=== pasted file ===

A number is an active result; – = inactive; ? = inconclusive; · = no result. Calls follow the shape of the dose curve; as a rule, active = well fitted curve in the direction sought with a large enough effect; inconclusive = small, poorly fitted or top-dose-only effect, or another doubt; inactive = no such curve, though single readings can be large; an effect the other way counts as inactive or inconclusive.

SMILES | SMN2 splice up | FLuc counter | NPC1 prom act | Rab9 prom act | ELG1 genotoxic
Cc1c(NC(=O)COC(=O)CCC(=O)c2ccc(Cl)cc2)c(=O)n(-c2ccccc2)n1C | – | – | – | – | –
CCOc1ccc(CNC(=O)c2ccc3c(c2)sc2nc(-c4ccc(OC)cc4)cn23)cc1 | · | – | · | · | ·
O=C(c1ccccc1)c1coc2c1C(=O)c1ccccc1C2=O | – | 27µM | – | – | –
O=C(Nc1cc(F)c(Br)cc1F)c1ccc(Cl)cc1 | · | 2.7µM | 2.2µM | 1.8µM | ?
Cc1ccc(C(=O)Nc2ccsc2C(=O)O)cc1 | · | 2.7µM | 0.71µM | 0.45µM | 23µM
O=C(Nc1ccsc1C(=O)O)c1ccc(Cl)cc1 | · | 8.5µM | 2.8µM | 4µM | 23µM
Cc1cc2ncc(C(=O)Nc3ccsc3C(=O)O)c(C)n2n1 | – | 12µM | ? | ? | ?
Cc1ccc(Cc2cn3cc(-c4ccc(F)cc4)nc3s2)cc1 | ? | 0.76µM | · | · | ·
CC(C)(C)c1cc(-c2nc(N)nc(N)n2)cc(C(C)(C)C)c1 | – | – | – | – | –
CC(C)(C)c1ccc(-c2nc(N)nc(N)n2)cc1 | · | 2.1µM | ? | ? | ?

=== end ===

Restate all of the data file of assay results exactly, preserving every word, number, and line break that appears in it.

A number is an active result; – = inactive; ? = inconclusive; · = no result. Calls follow the shape of the dose curve; as a rule, active = well fitted curve in the direction sought with a large enough effect; inconclusive = small, poorly fitted or top-dose-only effect, or another doubt; inactive = no such curve, though single readings can be large; an effect the other way counts as inactive or inconclusive.

SMILES | SMN2 splice up | FLuc counter | NPC1 prom act | Rab9 prom act | ELG1 genotoxic
Cc1c(NC(=O)COC(=O)CCC(=O)c2ccc(Cl)cc2)c(=O)n(-c2ccccc2)n1C | – | – | – | – | –
CCOc1ccc(CNC(=O)c2ccc3c(c2)sc2nc(-c4ccc(OC)cc4)cn23)cc1 | · | – | · | · | ·
O=C(c1ccccc1)c1coc2c1C(=O)c1ccccc1C2=O | – | 27µM | – | – | –
O=C(Nc1cc(F)c(Br)cc1F)c1ccc(Cl)cc1 | · | 2.7µM | 2.2µM | 1.8µM | ?
Cc1ccc(C(=O)Nc2ccsc2C(=O)O)cc1 | · | 2.7µM | 0.71µM | 0.45µM | 23µM
O=C(Nc1ccsc1C(=O)O)c1ccc(Cl)cc1 | · | 8.5µM | 2.8µM | 4µM | 23µM
Cc1cc2ncc(C(=O)Nc3ccsc3C(=O)O)c(C)n2n1 | – | 12µM | ? | ? | ?
Cc1ccc(Cc2cn3cc(-c4ccc(F)cc4)nc3s2)cc1 | ? | 0.76µM | · | · | ·
CC(C)(C)c1cc(-c2nc(N)nc(N)n2)cc(C(C)(C)C)c1 | – | – | – | – | –
CC(C)(C)c1ccc(-c2nc(N)nc(N)n2)cc1 | · | 2.1µM | ? | ? | ?